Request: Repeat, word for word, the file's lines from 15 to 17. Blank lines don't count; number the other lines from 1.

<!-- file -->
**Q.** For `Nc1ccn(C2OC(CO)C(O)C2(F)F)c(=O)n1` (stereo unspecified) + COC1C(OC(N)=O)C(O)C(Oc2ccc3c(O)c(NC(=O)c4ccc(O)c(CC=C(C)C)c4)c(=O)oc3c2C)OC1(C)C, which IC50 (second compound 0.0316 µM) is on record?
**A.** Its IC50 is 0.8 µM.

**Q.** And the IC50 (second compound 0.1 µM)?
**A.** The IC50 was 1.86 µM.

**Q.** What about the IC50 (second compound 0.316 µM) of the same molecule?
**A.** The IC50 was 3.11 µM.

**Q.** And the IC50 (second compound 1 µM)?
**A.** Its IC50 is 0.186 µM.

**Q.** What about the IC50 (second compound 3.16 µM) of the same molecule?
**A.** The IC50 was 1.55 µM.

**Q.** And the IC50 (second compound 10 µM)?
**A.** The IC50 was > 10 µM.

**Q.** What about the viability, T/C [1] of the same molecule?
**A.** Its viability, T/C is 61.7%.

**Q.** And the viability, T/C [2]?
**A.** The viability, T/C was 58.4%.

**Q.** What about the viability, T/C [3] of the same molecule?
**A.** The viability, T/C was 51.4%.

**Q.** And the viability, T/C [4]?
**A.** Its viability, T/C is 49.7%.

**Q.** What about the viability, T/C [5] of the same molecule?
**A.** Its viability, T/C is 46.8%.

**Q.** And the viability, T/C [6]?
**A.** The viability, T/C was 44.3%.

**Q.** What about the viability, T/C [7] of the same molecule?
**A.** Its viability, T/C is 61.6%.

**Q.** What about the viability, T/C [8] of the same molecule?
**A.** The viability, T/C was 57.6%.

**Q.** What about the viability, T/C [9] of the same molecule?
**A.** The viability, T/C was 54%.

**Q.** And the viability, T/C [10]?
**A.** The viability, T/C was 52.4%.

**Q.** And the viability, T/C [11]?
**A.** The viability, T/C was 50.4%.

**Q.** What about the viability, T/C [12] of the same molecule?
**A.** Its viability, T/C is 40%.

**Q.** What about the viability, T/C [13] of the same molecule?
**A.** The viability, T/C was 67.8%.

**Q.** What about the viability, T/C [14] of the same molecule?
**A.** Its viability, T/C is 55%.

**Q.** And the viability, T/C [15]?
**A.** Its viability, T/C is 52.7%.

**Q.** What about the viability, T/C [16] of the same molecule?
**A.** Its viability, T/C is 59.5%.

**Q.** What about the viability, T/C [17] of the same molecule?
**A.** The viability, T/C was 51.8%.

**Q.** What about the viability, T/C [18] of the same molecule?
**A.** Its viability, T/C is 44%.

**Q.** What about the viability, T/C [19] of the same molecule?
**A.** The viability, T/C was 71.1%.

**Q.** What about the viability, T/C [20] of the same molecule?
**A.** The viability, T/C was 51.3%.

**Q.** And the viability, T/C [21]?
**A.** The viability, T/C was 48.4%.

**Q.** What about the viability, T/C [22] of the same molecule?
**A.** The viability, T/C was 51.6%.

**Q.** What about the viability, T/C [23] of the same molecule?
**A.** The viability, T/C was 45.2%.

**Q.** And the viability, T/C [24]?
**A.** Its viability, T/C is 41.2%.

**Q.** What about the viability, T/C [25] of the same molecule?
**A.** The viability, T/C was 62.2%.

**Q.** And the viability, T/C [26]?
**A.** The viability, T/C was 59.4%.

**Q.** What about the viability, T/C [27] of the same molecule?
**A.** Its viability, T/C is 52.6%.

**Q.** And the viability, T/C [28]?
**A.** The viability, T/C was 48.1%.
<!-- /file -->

**Q.** And the viability, T/C [2]?
**A.** The viability, T/C was 58.4%.

**Q.** What about the viability, T/C [3] of the same molecule?